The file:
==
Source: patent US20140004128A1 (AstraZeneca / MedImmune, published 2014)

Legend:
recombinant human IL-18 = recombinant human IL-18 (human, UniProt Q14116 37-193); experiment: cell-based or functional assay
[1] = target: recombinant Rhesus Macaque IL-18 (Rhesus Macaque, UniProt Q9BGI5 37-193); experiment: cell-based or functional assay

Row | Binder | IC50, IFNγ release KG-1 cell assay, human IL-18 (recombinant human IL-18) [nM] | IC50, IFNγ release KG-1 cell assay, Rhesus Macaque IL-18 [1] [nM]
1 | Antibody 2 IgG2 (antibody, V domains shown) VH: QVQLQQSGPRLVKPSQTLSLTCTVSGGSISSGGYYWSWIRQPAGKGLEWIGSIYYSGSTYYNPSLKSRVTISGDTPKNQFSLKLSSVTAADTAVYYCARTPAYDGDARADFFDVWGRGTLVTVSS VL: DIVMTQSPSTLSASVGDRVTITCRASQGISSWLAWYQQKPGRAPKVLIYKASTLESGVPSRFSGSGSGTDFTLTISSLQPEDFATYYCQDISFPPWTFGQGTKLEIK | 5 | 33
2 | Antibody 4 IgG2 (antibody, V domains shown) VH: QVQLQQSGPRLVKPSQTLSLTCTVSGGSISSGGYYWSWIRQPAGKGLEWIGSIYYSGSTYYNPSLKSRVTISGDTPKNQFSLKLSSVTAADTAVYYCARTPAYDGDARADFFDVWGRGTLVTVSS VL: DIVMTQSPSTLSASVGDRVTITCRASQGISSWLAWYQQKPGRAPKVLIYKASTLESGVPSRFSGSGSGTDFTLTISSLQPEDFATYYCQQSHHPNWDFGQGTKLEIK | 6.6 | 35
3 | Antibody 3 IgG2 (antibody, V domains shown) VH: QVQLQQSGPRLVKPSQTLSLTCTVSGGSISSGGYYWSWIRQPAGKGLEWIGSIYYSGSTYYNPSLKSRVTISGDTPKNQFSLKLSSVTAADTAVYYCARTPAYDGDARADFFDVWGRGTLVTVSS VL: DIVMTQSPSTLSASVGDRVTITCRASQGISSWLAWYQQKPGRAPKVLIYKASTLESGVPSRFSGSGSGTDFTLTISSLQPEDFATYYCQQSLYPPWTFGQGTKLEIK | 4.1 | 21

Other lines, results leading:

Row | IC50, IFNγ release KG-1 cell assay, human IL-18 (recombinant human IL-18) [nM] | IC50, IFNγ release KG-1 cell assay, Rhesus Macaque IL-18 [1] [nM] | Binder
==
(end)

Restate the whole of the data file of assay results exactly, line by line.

Source: patent US20140004128A1 (AstraZeneca / MedImmune, published 2014)

Legend:
recombinant human IL-18 = recombinant human IL-18 (human, UniProt Q14116 37-193); experiment: cell-based or functional assay
[1] = target: recombinant Rhesus Macaque IL-18 (Rhesus Macaque, UniProt Q9BGI5 37-193); experiment: cell-based or functional assay

Row | Binder | IC50, IFNγ release KG-1 cell assay, human IL-18 (recombinant human IL-18) [nM] | IC50, IFNγ release KG-1 cell assay, Rhesus Macaque IL-18 [1] [nM]
1 | Antibody 2 IgG2 (antibody, V domains shown) VH: QVQLQQSGPRLVKPSQTLSLTCTVSGGSISSGGYYWSWIRQPAGKGLEWIGSIYYSGSTYYNPSLKSRVTISGDTPKNQFSLKLSSVTAADTAVYYCARTPAYDGDARADFFDVWGRGTLVTVSS VL: DIVMTQSPSTLSASVGDRVTITCRASQGISSWLAWYQQKPGRAPKVLIYKASTLESGVPSRFSGSGSGTDFTLTISSLQPEDFATYYCQDISFPPWTFGQGTKLEIK | 5 | 33
2 | Antibody 4 IgG2 (antibody, V domains shown) VH: QVQLQQSGPRLVKPSQTLSLTCTVSGGSISSGGYYWSWIRQPAGKGLEWIGSIYYSGSTYYNPSLKSRVTISGDTPKNQFSLKLSSVTAADTAVYYCARTPAYDGDARADFFDVWGRGTLVTVSS VL: DIVMTQSPSTLSASVGDRVTITCRASQGISSWLAWYQQKPGRAPKVLIYKASTLESGVPSRFSGSGSGTDFTLTISSLQPEDFATYYCQQSHHPNWDFGQGTKLEIK | 6.6 | 35
3 | Antibody 3 IgG2 (antibody, V domains shown) VH: QVQLQQSGPRLVKPSQTLSLTCTVSGGSISSGGYYWSWIRQPAGKGLEWIGSIYYSGSTYYNPSLKSRVTISGDTPKNQFSLKLSSVTAADTAVYYCARTPAYDGDARADFFDVWGRGTLVTVSS VL: DIVMTQSPSTLSASVGDRVTITCRASQGISSWLAWYQQKPGRAPKVLIYKASTLESGVPSRFSGSGSGTDFTLTISSLQPEDFATYYCQQSLYPPWTFGQGTKLEIK | 4.1 | 21

Other lines, results leading:

Row | IC50, IFNγ release KG-1 cell assay, human IL-18 (recombinant human IL-18) [nM] | IC50, IFNγ release KG-1 cell assay, Rhesus Macaque IL-18 [1] [nM] | Binder